Scraping ISO country codes with Nokogiri

The ISO country codes are used in many business settings to identify the countries of the world: for instance, to indicate the destination of a shipment.

ISO makes the two-letter codes available for free, but the three-letter and the numeric codes are jealously guarded and even if you pay you will not receive them in a very friendly format (only PDF and Microsoft Access are available).

Wikipedia has got a table containing all the ISO country codes you will ever need, so I have decided to write a little script to extract the ISO country codes from the web page.

My first thought was using Python’s Beautiful Soup, but since at work most people are more familiar with Ruby I have decided to use Ruby and the Nokogiri library.

The library is basically a wrapper around the C libxml. It allows you to construct an HTML DOM and to navigate around the DOM using Xpath or CSS selectors. It can also apply XSLT rules, but I have decided not to go down that road.

There were no difficulties installing the gem under Ruby 1.9.3 on Mac OS X. The main obstacle in using the library effectively is the documentation. The tutorial only covers a very small subset of the library and the rest is auto-generated API docs, which are at times fairly obscure (what is the difference between Node#next and Node#next_element?) and require you to already know the name of a class to look up its usage, which leaves you guessing as to how a certain functionality might be named in order to find the documentation.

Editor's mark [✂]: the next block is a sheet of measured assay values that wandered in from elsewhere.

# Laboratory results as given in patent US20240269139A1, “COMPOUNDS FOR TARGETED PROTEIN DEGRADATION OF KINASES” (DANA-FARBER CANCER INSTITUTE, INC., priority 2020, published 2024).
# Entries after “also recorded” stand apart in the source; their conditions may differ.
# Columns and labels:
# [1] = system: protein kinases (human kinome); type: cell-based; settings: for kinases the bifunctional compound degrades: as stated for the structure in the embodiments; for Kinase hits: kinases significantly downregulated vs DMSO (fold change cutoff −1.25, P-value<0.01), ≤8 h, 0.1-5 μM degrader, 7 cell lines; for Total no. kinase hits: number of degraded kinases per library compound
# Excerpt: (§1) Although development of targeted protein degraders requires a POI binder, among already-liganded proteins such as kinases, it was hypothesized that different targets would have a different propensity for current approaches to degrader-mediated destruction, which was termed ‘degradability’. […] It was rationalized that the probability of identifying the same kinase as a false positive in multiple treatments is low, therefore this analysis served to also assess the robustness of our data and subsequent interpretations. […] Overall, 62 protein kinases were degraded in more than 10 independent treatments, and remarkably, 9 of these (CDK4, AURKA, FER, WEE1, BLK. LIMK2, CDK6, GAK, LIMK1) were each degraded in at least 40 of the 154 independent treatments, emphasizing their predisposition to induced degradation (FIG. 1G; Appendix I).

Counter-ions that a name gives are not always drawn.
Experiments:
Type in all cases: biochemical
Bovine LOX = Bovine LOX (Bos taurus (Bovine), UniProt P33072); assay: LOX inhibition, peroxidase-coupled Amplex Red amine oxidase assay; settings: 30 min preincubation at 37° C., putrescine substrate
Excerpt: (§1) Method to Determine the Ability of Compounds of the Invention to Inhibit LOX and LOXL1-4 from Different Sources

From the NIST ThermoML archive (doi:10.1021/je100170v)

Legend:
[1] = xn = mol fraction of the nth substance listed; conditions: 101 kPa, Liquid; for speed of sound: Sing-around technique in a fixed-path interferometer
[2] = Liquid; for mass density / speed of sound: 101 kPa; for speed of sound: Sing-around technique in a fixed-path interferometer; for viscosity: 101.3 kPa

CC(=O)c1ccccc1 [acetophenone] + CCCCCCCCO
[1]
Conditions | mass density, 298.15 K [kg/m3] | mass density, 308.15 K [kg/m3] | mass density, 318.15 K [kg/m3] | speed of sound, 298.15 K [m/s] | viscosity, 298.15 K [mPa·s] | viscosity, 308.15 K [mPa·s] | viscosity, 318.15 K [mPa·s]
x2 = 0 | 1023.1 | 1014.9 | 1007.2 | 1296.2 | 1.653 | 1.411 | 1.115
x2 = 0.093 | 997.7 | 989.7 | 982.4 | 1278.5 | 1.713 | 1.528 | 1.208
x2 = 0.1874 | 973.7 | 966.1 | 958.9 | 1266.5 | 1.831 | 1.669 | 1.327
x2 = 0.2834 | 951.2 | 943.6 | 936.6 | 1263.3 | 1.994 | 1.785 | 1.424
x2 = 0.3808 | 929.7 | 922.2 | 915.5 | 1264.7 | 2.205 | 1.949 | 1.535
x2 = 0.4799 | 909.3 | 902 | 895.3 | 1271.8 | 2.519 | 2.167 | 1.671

Nevertheless, with some familiarity with the DOM and XPath you should be able to guess which methods to use to obtain the wished-for result. If you want to see the result of my endeavours, see this gist. Maybe you can take advantage of it too, until the Wikipedia markup changes. The code expects that you have extracted the table containing the ISO country codes from the rest of the page.